(Bloomberg Opinion) -- Is it just me, or does the $100 million “severance” being paid to Joe Ianniello, the acting chief executive officer of CBS Corp., stink to high heaven? For starters, you can make a pretty compelling Elizabeth Warren-esque argument that handing a $100 million “severance” to someone who is not, in fact, leaving the company is exactly why income inequality has become such a hot-button issue.But let’s be old school about this. Let’s focus on the shareholders and how this is their money that’s being handed to Ianniello. It is also an unpleasant reminder of how the father-daughter combo of Sumner and Shari Redstone seemingly can’t resist throwing hundreds of millions of dollars at executives who have not done much for their stockholders.The Redstones, of course, control CBS through their privately held film exhibition company, National Amusements Inc. They also control Viacom Inc., which Sumner Redstone bought for $3.4 billion in 1987. (Viacom acquired CBS in 1999.) Until 2016, Sumner Redstone, now 96, was the executive chairman of both companies, though he had largely disappeared from public view two years earlier amid allegations that he was in serious decline. Shari Redstone, 65, is the vice chairman of both companies.In 2003, when CBS was still part of Viacom — and Sumner Redstone was still in charge — Les Moonves became its CEO, a position he retained when CBS was spun off in late 2005. Between 2007 and 2018, when Moonves was fired for sexual improprieties, the CBS board, led by the Redstones, paid him just shy of $700 million, according to figures compiled by Bloomberg. That’s an average of $63.6 million a year.I happen to think that $63 million a year is an absurd amount to pay a manager to run a company. But even if you accept that entertainment companies pay their executives insane amounts — Discovery Inc. paid its CEO, David Zaslav $129.4 million last year, for crying out loud — it is reasonable to assume that such an outsized paycheck would be justified by outsized performance.Not so. During the Moonves era at CBS, the S&P 500 Index returned an average of 9% a year. CBS returned 8.7% a year. In other words, the Redstones and the CBS board paid hundreds of millions of dollars of its shareholders’ money to a man who could barely keep pace with an index fund. (By comparison, the Walt Disney Co. returned 14.6%, and 21st Century Fox returned 10.5%.)The situation at Viacom is even worse. Remember Philippe Dauman, the former CEO whom Sumner Redstone once called “the wisest man I know”? He ran Viacom for a decade, from 2006 to 2016. According to Equilar, a company that compiles executive compensation figures, his compensation during those 10 years was nearly $500 million — while the stock gained a paltry 2.7% a year on average. You may recall that Dauman wound up in a nasty court fight with the Redstones in 2016, trying to keep his job by contending that Sumner Redstone was no longer mentally competent to make key business decisions. After winning that battle, the Redstones still handed Dauman a parting gift as they pushed him out the door: a $75 million severance package.Which brings us back to Ianniello. Although he has been acting CEO only since Moonves departed late last year, Ianniello has also been the recipient of the Redstones’ largesse: Between 2016 and 2018, as the company’s chief operating officer, his compensation averaged $27 million a year, according to Bloomberg. The stock? It dropped from the low 70s to the mid-40s during those three years. This is what’s known as “pay for pulse.”So why did Shari Redstone feel the need to hand Ianniello an additional $100 million? The reasons are twofold. First, Redstone is recombining Viacom and CBS. She doesn’t want Ianniello to leave — at least not right away — but she also isn’t going to make him the top dog. Second, for legal reasons, she can’t ramrod this deal through by herself, even though she is the controlling shareholder. She needs the CBS board and senior management to support the bid. “You need Joe to get the merger done,” Robin Ferracone, the CEO of executive compensation consulting firm Farient Advisors, told Bloomberg. “So you need to make him indifferent to whether he’s going to lose his job or not.”Yes, $100 million is certainly likely to buy a whole lot of indifference. Then again, $10 million probably could have achieved the same result. And in any case, if Shari Redstone needs $100 million to, er, persuade one of her executives to support her merger plan, maybe that suggests the merger’s success is not exactly a slam dunk.I have a hard time seeing how combining two underperforming media companies with a hodgepodge of assets will create a worthy competitor to powerhouses such as Disney, which rolled out its Disney+ streaming service on Tuesday morning, and AT&T, which next year will bundle its media assets into another streaming entrant, HBO Max. But Shari Redstone wants to combine Viacom and CBS, and with the help of that $100 million, that’s what’s going to happen. When the companies are merged, which is expected to take place next month, the CEO of the combined entity will be Bob Bakish, who is Viacom’s CEO.Since he took over Viacom, Bakish’s compensation has been surprisingly normal, at least by modern CEO standards. According to company filings, he received about $20 million a year in total pay in 2017 and 2018.But fear not. Once the deal is done, Bakish’s pay is set to jump to more than $30 million. I predict that he’ll be in Moonves/Dauman territory in no time. After all, overpaying executives is the Redstone way.To contact the author of this story: Joe Nocera at firstname.lastname@example.orgTo contact the editor responsible for this story: Daniel Niemi at email@example.comThis column does not necessarily reflect the opinion of the editorial board or Bloomberg LP and its owners.Joe Nocera is a Bloomberg Opinion columnist covering business. He has written business columns for Esquire, GQ and the New York Times, and is the former editorial director of Fortune. His latest project is the Bloomberg-Wondery podcast "The Shrink Next Door."For more articles like this, please visit us at bloomberg.com/opinion©2019 Bloomberg L.P.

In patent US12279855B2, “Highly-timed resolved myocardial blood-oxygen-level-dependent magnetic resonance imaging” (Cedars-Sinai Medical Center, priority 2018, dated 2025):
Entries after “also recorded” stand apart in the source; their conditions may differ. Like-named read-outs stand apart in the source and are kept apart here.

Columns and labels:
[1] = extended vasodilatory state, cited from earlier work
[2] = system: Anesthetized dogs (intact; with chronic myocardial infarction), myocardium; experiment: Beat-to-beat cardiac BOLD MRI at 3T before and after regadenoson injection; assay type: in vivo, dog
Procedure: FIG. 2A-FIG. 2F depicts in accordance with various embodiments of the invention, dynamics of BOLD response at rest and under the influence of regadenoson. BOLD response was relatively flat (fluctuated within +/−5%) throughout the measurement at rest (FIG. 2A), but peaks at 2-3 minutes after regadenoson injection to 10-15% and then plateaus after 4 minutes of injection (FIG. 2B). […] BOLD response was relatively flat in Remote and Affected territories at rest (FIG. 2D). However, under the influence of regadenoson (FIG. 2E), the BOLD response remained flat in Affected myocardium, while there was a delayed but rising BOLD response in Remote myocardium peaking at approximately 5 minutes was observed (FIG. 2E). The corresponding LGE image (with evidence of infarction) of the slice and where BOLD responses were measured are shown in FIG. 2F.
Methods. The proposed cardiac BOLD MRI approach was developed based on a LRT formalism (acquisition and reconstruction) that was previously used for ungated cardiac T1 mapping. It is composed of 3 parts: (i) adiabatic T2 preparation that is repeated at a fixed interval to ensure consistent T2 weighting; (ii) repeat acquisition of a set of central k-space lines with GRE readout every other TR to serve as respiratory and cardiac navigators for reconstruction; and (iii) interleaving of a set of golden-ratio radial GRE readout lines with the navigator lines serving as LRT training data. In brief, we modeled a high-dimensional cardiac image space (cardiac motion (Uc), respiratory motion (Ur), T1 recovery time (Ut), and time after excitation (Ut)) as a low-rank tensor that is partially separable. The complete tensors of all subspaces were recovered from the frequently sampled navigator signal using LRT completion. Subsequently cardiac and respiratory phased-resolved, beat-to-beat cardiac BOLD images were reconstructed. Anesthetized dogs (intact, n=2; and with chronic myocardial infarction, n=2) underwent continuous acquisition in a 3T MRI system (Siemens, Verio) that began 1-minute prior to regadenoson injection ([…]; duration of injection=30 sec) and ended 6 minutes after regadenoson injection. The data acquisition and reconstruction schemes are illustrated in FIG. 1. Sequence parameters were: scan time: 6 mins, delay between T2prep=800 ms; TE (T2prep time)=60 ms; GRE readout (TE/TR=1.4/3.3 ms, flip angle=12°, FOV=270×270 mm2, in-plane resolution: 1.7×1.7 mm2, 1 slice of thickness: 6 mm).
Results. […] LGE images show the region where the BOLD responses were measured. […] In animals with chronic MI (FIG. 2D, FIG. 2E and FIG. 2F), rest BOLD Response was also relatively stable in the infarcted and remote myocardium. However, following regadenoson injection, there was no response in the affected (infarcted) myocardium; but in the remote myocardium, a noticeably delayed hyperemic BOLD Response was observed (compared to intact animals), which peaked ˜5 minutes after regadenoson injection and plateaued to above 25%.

OMAHA, Neb., Nov. 12, 2019 /PRNewswire/ -- At AT&T1, we've invested more than $70 million in our Nebraska wireless and wired networks during 2016-2018. In 2018, AT&T made 289 wireless network upgrades in Nebraska.